What is a Pap smear?

A Pap smear is a screening test to check for precancer or early cancer of the cervix. The cervix is the opening to the uterus, or womb. Usually Pap smears find problems early – while they are still easy to treat. Before Pap smears were available, cancer of the cervix was common and often fatal.

Today, cancer of the cervix is rare and easily treated in women who have regular Pap smears.


Does an abnormal Pap smear mean I have cancer of the cervix?

Not necessarily. While an abnormal Pap smear may be the sign of cancer, many different changes on your cervix can cause an abnormal Pap smear. Pap smears can be abnormal if the cervix is inflamed or irritated. This can be caused by in infection of the cervix, douching, menopausal changes, or irritation. The cervix may also be going through some changes called dysplasia. Dysplasia means the cells on the Pap smear look abnormal under the microscope. Dysplasia isn’t the same thing as cancer but may lead to cancer if not treated.

Why do I need more tests?

Because your Pap smear was abnormal, more information is needed. An abnormal Pap smear is a general sign that something may be wrong. Further tests will be needed to show what (if anything) is actually wrong. You may need another Pap smear or a colposcopy.

What is a colposcopy?

A colposcope is a special instrument that shine a light on your cervix and magnifies it so that it can be seen better. If the doctor sees an area that doesn’t look normal, he will take a small piece of tissue from that area. This is called a biopsy. The tissue sample will be examined under a microscope. Having a colposcopy feels similar to having a Pap smear but takes a little longer. Some women have some cramping and bleeding during or after a colposcopy. We recommend that you take Advil or Tylenol prior to the exam.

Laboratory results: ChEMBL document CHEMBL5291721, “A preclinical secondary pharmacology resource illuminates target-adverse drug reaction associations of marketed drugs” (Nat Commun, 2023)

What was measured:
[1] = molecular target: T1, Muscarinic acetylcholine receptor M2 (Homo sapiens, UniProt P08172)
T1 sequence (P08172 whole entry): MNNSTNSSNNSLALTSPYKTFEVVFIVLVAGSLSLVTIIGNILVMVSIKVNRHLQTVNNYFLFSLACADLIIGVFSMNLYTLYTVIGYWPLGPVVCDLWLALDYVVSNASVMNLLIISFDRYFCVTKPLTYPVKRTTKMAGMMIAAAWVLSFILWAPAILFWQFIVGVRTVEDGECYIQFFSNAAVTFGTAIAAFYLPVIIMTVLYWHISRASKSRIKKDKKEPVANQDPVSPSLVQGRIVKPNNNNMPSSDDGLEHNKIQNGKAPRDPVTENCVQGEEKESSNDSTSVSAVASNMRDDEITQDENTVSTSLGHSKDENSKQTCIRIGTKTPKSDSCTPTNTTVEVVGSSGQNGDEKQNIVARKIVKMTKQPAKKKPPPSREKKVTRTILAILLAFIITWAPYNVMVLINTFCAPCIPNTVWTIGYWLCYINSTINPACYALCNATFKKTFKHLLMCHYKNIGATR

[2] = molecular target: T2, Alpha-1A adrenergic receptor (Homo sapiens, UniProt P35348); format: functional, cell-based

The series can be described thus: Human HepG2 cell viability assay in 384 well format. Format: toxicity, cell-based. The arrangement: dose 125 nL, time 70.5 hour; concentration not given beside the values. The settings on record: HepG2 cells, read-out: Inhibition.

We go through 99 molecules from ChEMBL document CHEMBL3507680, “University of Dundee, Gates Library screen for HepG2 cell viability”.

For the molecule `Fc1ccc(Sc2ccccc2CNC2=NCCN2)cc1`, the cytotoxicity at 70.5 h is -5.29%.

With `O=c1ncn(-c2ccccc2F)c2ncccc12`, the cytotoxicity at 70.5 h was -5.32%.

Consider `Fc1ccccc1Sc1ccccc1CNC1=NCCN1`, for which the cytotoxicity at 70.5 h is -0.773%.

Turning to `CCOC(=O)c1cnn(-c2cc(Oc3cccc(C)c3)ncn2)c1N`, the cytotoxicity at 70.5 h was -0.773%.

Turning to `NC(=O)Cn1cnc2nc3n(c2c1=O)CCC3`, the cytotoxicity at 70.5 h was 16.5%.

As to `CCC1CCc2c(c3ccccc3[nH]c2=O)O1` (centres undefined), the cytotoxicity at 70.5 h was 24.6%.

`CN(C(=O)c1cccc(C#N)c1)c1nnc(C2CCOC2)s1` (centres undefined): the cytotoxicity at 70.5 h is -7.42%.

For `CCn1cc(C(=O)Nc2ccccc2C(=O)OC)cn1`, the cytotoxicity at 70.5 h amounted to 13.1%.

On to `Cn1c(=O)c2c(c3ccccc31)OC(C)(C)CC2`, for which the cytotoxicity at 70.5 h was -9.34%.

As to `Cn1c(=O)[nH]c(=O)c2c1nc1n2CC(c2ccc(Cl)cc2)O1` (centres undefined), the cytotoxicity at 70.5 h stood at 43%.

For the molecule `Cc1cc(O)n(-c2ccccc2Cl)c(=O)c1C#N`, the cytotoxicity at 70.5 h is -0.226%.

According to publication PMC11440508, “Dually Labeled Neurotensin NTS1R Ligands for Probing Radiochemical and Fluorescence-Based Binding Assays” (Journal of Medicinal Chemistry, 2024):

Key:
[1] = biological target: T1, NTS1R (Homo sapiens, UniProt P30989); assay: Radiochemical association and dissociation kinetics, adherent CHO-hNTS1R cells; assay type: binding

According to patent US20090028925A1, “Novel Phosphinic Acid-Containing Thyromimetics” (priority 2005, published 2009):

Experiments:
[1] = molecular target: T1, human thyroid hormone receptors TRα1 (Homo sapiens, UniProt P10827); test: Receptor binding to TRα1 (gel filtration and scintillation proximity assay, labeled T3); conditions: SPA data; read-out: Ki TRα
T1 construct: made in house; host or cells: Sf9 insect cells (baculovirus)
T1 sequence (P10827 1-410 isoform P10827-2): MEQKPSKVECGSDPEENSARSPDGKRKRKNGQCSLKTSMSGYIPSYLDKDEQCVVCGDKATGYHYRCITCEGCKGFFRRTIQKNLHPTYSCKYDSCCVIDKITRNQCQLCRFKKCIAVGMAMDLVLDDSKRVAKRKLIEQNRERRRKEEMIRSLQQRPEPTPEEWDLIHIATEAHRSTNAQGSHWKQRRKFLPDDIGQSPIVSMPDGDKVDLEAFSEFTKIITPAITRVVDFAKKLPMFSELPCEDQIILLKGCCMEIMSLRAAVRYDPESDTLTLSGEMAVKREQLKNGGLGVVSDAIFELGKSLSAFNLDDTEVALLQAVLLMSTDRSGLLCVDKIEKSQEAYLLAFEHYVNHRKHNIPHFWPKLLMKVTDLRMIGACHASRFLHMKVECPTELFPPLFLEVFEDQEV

What are my treatment options?

Your treatment options depend on the cause of the abnormal results. If the problem is a minor infection, it often is treated with medication. If the abnormal Pap smear is caused by changes in the cells, the affected areas of the cervix may need to be removed. There are several kinds of treatment to remove abnormal tissue from the cervix. The surface of the cervix may be frozen in a procedure called cryosurgery. Another method called LEEP uses a tiny electrical wire that acts like a very sharp scaple to remove the abnormal areas. Lasers may also be used to destroy the abnormal areas.

What happens after I have been treated?

That depends on what abnormalities are found and how they are treated. In general, most women who have an abnormal Pap smear need to have pap smears more often for a while after they have been treated. The doctor will let you know how often you will need to have Pap smears and/or colposcopic evaluations.